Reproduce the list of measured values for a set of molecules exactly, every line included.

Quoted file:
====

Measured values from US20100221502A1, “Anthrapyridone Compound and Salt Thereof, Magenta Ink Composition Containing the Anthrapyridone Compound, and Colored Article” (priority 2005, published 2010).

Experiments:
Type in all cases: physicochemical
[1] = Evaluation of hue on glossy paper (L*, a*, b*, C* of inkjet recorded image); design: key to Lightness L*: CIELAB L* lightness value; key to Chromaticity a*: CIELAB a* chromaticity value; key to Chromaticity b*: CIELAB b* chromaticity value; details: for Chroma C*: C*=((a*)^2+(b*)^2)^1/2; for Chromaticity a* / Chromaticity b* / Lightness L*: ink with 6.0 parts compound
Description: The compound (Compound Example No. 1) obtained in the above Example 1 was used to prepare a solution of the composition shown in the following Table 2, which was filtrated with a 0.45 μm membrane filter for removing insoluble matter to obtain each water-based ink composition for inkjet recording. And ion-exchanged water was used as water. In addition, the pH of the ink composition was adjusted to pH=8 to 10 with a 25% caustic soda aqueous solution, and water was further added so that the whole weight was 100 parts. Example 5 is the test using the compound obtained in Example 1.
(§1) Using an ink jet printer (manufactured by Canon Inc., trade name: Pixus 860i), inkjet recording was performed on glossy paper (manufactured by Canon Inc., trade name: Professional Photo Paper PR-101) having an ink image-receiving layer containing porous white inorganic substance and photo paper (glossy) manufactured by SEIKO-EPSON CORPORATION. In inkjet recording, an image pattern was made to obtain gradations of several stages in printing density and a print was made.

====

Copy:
Measured values from US20100221502A1, “Anthrapyridone Compound and Salt Thereof, Magenta Ink Composition Containing the Anthrapyridone Compound, and Colored Article” (priority 2005, published 2010).

Experiments:
Type in all cases: physicochemical
[1] = Evaluation of hue on glossy paper (L*, a*, b*, C* of inkjet recorded image); design: key to Lightness L*: CIELAB L* lightness value; key to Chromaticity a*: CIELAB a* chromaticity value; key to Chromaticity b*: CIELAB b* chromaticity value; details: for Chroma C*: C*=((a*)^2+(b*)^2)^1/2; for Chromaticity a* / Chromaticity b* / Lightness L*: ink with 6.0 parts compound
Description: The compound (Compound Example No. 1) obtained in the above Example 1 was used to prepare a solution of the composition shown in the following Table 2, which was filtrated with a 0.45 μm membrane filter for removing insoluble matter to obtain each water-based ink composition for inkjet recording. And ion-exchanged water was used as water. In addition, the pH of the ink composition was adjusted to pH=8 to 10 with a 25% caustic soda aqueous solution, and water was further added so that the whole weight was 100 parts. Example 5 is the test using the compound obtained in Example 1.
(§1) Using an ink jet printer (manufactured by Canon Inc., trade name: Pixus 860i), inkjet recording was performed on glossy paper (manufactured by Canon Inc., trade name: Professional Photo Paper PR-101) having an ink image-receiving layer containing porous white inorganic substance and photo paper (glossy) manufactured by SEIKO-EPSON CORPORATION. In inkjet recording, an image pattern was made to obtain gradations of several stages in printing density and a print was made.